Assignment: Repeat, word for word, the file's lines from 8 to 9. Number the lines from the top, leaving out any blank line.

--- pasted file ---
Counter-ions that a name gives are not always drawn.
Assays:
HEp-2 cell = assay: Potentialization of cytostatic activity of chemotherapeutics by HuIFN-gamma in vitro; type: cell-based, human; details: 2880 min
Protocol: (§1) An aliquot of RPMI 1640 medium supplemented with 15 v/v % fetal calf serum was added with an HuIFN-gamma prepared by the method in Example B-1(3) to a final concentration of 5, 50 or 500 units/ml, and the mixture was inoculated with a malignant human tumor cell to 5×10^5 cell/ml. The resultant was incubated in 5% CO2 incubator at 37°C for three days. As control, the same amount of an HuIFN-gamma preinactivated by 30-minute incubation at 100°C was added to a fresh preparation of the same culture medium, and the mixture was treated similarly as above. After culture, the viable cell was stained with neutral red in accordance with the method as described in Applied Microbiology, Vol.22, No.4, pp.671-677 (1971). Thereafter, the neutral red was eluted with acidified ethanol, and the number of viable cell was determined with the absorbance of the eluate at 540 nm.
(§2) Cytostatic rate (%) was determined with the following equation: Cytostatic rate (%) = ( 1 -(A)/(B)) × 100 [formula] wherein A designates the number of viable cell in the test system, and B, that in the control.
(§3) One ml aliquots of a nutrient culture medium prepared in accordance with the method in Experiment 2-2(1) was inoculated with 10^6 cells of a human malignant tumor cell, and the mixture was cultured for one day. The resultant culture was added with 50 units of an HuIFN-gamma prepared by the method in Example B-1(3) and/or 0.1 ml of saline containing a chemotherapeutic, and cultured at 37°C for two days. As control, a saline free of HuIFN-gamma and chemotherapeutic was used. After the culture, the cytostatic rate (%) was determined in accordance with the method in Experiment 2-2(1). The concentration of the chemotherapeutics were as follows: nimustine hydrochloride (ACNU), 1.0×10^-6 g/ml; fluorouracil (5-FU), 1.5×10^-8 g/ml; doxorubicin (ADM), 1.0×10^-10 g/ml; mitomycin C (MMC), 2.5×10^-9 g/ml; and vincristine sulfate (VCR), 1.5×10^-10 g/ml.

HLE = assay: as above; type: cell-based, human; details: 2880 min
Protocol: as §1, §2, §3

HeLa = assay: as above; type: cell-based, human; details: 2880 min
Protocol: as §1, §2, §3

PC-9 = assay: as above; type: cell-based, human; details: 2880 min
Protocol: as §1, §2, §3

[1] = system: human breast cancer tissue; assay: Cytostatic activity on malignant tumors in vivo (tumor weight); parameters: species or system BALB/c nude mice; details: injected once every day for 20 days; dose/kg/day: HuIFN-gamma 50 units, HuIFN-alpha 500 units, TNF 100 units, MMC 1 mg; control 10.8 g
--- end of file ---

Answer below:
Protocol: as §1, §2, §3

HeLa = assay: as above; type: cell-based, human; details: 2880 min